The loss of Walter Mercado, as has become clear in the days since the Puerto Rican astrologer’s passing, is the loss of an unending source of light. Perhaps best exemplified by his loud and fabulous capes, Mercado always made clear that his goal was to make all of us shine as bright as he did himself. As we all continue mourning his death, there’s no shortage of Walter content to tide us over and remind us why he connected with millions of people. Case in point: his appearance in HBO Latino’s Celebrity Habla 2 documentary. As with all the Habla docs, the central conceit was getting people both famous and not (as in the Habla y Vota one) to share their insights on what it was like to grow up in Latino households all over. And no one spun a tale—and offered delicious advice—quite like Mercado.
Wearing an unforgettable olive green ensemble (with eye-catching glasses to match), Mercado got to wax poetic about one of the themes near and dear to his heart: Love. Speaking back when 2012 apocalyptic fears were all the rage Mercado wanted us to see instead a new kind of awakening on the horizon. “We’re in the Age of Aquarius,” he shares in Spanish, “where energy is what matters.” There’ll be no time for the polarizing dualities that had come before. Seeing the clip in 2019 can feel a bit quaint, almost tragic but it’s a testament to Mercado’s messaging that the more closely you listen to him, the better armed you feel to tackle the world we found ourselves living instead. Indeed, all he urges everyone to do is to “saborear la vida.” To revel in it and to enjoy life to its fullest.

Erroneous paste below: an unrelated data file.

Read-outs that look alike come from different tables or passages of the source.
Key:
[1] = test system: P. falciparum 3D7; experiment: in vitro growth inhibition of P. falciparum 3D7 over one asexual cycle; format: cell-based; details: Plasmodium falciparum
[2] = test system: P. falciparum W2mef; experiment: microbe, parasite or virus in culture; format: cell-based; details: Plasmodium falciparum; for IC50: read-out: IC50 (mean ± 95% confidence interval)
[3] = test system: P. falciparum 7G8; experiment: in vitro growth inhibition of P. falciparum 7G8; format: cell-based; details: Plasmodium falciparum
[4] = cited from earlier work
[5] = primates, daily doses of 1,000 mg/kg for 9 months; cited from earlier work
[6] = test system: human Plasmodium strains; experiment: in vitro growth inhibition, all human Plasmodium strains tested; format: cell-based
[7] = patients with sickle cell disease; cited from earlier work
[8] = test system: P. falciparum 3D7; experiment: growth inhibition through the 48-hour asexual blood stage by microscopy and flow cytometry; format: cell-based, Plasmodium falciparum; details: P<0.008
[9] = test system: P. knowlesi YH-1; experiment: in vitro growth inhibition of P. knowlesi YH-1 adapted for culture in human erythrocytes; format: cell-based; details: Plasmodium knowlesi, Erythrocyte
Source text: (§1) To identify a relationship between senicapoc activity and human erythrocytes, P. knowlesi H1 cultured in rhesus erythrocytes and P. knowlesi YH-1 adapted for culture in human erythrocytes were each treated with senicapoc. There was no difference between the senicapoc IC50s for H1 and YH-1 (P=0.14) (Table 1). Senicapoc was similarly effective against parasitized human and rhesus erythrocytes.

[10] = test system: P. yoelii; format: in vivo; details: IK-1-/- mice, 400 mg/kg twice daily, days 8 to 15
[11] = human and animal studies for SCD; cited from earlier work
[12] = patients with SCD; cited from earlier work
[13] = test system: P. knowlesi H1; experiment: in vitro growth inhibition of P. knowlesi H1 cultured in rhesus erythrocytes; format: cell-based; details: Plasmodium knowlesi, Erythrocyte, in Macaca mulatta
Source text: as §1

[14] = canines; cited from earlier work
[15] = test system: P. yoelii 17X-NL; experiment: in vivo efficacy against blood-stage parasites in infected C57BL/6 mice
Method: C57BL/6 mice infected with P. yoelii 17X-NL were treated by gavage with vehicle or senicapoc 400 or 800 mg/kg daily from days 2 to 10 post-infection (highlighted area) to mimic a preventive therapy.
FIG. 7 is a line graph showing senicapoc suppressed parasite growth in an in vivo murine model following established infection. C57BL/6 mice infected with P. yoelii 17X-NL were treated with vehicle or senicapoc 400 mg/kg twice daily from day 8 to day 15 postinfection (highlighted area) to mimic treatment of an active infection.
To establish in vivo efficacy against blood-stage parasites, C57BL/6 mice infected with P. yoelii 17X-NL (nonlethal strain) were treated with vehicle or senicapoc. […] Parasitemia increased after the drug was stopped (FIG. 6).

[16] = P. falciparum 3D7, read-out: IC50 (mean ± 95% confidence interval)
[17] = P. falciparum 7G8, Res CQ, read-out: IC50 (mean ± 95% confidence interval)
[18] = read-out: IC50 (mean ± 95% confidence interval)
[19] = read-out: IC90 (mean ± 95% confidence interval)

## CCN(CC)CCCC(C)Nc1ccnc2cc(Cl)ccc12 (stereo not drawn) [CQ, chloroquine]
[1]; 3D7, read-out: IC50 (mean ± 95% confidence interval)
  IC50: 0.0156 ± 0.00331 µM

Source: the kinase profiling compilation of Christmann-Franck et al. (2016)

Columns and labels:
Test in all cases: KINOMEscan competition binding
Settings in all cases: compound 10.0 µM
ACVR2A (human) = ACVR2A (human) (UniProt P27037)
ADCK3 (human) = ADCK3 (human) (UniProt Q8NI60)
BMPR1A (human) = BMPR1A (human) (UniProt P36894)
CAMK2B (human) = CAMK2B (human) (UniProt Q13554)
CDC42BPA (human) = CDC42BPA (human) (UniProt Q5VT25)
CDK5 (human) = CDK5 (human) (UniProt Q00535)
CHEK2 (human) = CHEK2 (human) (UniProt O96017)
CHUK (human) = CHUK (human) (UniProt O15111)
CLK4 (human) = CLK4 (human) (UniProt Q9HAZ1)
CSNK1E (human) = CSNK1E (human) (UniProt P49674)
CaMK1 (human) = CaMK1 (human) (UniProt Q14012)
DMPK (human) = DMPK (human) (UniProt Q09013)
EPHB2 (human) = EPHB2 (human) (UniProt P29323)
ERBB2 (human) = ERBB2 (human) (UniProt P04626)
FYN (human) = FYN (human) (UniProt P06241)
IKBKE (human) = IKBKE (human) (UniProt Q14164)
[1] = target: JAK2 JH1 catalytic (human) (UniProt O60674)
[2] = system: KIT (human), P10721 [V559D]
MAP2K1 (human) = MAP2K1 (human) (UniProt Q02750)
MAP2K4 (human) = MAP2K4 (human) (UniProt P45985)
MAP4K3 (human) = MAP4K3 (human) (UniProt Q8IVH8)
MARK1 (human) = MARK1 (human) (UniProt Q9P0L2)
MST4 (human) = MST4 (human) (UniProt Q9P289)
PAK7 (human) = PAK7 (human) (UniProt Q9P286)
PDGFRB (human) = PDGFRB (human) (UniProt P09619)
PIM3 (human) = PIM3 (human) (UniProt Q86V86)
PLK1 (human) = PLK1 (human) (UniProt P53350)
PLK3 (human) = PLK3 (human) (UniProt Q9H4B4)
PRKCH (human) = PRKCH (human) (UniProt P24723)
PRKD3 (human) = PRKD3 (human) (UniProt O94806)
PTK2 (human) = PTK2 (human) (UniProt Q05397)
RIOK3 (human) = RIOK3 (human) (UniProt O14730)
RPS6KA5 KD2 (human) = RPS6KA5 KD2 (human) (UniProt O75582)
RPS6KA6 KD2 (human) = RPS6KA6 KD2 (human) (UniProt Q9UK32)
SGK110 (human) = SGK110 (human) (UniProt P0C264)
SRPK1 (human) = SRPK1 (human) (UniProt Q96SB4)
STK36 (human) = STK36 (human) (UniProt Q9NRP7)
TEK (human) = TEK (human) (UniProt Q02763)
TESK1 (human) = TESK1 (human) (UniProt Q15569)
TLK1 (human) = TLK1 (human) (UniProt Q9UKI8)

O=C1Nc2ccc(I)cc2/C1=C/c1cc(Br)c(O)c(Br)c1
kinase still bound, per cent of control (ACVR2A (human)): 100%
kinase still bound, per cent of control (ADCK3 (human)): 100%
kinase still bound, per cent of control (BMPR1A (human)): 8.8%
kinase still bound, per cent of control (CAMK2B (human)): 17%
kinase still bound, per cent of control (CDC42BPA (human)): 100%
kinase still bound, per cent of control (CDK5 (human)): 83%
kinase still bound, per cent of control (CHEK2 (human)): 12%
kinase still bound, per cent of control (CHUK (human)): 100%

To relish life is the only way to live, according to Mercado: you have to do so otherwise, what’s the point? You should approach life with a tantric sensibility, he says, so that you can have sex even with a sunset. Let others be dulled by their routine. Find instead enjoyment in everything you do. It’s as powerful a message back then as it is now. Take a look at the full clip below which captures the famed astrologer’s sunny optimism which we could all use more of. “Mucha paz,” as he says, “and mucho mucho amor!”